24. Daisytek case • Holding (or parent company) incorporated in England • Three, wholly owned by the parent, subsidiaries were incorporated in Germany and one in France • English court opened insolvency proceedings in respect of all four subsidiaries on the basis that their respective COMI was in England because most of the trade creditors considered that the important functions of the subsidiaries were carried out in England, in the office of the parent

  25. Daisytek case (continued) • Insolvency proceedings were brought in France in respect of the French subsidiary and in Germany in respect of one of the three German subsidiaries • In France, court of first instance determined that the COMI of the French subsidiary was in France and purported to open main proceedings accordingly. That was overturned on appeal.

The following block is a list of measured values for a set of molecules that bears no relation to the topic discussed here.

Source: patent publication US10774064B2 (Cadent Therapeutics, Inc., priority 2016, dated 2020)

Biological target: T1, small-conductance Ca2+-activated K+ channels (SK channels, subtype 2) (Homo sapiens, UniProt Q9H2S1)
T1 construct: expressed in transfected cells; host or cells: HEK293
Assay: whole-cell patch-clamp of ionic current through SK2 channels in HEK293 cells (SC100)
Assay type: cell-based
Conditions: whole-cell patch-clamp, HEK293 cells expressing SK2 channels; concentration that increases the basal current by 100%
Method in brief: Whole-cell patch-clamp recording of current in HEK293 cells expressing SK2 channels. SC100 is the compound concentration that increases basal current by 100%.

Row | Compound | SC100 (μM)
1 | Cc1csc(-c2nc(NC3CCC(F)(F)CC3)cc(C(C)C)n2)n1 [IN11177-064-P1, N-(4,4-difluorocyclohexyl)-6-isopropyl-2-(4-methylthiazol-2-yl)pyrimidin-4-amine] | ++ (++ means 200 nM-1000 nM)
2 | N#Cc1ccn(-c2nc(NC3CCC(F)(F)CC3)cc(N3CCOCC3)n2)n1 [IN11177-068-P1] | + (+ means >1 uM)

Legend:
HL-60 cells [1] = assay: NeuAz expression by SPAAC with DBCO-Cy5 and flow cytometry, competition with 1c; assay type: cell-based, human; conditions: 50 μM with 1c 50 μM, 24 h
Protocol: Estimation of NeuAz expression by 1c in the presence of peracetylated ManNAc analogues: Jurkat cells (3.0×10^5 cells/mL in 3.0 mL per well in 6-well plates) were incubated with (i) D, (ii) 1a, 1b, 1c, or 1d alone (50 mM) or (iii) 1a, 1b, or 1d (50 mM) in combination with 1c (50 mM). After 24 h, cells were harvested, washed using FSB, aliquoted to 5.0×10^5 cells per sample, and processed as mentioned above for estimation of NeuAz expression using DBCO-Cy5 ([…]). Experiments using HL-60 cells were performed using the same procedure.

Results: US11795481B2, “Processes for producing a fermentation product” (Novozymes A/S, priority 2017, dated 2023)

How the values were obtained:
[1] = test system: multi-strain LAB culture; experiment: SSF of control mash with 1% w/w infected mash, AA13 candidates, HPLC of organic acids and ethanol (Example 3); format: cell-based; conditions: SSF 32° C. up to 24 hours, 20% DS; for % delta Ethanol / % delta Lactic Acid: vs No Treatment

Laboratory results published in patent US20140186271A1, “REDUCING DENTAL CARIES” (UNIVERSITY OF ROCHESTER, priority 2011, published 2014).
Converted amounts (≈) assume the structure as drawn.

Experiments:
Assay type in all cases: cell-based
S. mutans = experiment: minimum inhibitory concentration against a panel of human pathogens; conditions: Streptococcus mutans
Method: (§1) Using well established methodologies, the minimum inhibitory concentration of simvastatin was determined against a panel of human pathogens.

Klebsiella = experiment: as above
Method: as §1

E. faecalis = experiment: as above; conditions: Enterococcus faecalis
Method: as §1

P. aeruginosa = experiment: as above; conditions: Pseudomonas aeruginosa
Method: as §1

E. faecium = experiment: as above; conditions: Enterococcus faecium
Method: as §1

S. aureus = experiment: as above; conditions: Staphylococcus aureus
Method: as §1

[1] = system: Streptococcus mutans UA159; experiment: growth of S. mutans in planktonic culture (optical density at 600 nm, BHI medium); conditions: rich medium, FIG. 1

26. Daisytek case (continued) • In Germany, court of first instance opened main proceedings in respect of the subsidiary. On appeal the German proceedings were closed, following a finding that the manager of the German subsidiary had authorised the English proceedings.

  27. Parmalat case • Parmalat SpA was incorporated in Italy in [] • It commenced life in Collecchio, Italy as a producer of dairy products • Although itself controlled by a family group, Parmalat spread throughout Europe, South America, Asia and Australia

  28. Parmalat (continued) • It performed this growth through a 20 year long acquisitions policy • That policy was financed through offshore financing vehicles, including Eurofood IFSC Limited (‘Eurofood’) • Eurofood was incorporated in Ireland • It was a single purpose vehicle formed for the purpose of raising USD150 million through a bond issue